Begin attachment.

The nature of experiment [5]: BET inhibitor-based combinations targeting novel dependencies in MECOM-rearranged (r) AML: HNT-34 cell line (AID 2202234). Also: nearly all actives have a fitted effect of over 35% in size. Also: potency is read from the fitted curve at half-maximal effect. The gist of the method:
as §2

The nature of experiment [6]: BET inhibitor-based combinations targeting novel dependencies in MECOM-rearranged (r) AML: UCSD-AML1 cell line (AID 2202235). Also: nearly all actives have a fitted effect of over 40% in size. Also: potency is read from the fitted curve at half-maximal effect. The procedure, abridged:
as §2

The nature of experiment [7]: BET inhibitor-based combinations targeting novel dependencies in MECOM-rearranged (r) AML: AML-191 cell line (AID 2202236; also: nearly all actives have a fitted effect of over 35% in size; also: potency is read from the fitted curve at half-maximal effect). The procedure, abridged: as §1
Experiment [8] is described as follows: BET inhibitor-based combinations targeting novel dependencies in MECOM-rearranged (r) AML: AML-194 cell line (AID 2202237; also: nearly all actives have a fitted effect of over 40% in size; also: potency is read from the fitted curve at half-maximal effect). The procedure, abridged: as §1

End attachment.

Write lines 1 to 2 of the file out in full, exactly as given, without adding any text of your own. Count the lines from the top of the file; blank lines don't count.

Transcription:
The nature of experiment [5]: BET inhibitor-based combinations targeting novel dependencies in MECOM-rearranged (r) AML: HNT-34 cell line (AID 2202234). Also: nearly all actives have a fitted effect of over 35% in size. Also: potency is read from the fitted curve at half-maximal effect. The gist of the method:
as §2